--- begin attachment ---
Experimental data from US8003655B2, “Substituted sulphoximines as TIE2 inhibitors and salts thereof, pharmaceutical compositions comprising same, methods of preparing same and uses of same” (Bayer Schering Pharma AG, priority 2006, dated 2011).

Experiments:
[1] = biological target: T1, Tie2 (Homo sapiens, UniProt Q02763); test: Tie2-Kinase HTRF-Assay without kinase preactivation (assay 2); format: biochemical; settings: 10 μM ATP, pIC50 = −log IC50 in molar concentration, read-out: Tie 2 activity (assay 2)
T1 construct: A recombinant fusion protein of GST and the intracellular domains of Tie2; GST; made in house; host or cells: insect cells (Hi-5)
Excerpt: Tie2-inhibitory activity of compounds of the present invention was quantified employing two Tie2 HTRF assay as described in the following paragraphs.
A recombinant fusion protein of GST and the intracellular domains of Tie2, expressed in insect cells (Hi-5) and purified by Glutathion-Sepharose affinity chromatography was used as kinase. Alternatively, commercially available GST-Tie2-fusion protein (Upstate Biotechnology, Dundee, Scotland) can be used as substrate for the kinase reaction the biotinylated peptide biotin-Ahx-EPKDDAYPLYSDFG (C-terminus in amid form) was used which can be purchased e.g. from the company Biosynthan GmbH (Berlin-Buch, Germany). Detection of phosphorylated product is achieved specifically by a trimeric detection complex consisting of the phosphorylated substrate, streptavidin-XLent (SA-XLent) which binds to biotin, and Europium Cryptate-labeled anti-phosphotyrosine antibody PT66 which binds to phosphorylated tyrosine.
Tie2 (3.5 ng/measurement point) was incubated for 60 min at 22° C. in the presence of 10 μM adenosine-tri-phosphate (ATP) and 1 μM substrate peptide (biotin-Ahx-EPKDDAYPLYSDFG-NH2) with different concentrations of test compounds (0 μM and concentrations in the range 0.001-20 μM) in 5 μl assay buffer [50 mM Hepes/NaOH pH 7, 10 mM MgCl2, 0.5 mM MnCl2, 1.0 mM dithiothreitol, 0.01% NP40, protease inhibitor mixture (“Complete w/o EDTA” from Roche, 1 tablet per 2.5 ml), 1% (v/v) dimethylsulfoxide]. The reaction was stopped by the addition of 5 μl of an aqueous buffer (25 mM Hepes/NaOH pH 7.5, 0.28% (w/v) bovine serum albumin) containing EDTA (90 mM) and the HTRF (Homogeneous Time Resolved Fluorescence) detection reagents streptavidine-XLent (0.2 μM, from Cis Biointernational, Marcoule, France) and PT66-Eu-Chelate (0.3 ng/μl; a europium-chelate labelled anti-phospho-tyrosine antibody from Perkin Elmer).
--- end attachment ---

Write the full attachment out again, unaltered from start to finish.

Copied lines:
Experimental data from US8003655B2, “Substituted sulphoximines as TIE2 inhibitors and salts thereof, pharmaceutical compositions comprising same, methods of preparing same and uses of same” (Bayer Schering Pharma AG, priority 2006, dated 2011).

Experiments:
[1] = biological target: T1, Tie2 (Homo sapiens, UniProt Q02763); test: Tie2-Kinase HTRF-Assay without kinase preactivation (assay 2); format: biochemical; settings: 10 μM ATP, pIC50 = −log IC50 in molar concentration, read-out: Tie 2 activity (assay 2)
T1 construct: A recombinant fusion protein of GST and the intracellular domains of Tie2; GST; made in house; host or cells: insect cells (Hi-5)
Excerpt: Tie2-inhibitory activity of compounds of the present invention was quantified employing two Tie2 HTRF assay as described in the following paragraphs.
A recombinant fusion protein of GST and the intracellular domains of Tie2, expressed in insect cells (Hi-5) and purified by Glutathion-Sepharose affinity chromatography was used as kinase. Alternatively, commercially available GST-Tie2-fusion protein (Upstate Biotechnology, Dundee, Scotland) can be used as substrate for the kinase reaction the biotinylated peptide biotin-Ahx-EPKDDAYPLYSDFG (C-terminus in amid form) was used which can be purchased e.g. from the company Biosynthan GmbH (Berlin-Buch, Germany). Detection of phosphorylated product is achieved specifically by a trimeric detection complex consisting of the phosphorylated substrate, streptavidin-XLent (SA-XLent) which binds to biotin, and Europium Cryptate-labeled anti-phosphotyrosine antibody PT66 which binds to phosphorylated tyrosine.
Tie2 (3.5 ng/measurement point) was incubated for 60 min at 22° C. in the presence of 10 μM adenosine-tri-phosphate (ATP) and 1 μM substrate peptide (biotin-Ahx-EPKDDAYPLYSDFG-NH2) with different concentrations of test compounds (0 μM and concentrations in the range 0.001-20 μM) in 5 μl assay buffer [50 mM Hepes/NaOH pH 7, 10 mM MgCl2, 0.5 mM MnCl2, 1.0 mM dithiothreitol, 0.01% NP40, protease inhibitor mixture (“Complete w/o EDTA” from Roche, 1 tablet per 2.5 ml), 1% (v/v) dimethylsulfoxide]. The reaction was stopped by the addition of 5 μl of an aqueous buffer (25 mM Hepes/NaOH pH 7.5, 0.28% (w/v) bovine serum albumin) containing EDTA (90 mM) and the HTRF (Homogeneous Time Resolved Fluorescence) detection reagents streptavidine-XLent (0.2 μM, from Cis Biointernational, Marcoule, France) and PT66-Eu-Chelate (0.3 ng/μl; a europium-chelate labelled anti-phospho-tyrosine antibody from Perkin Elmer).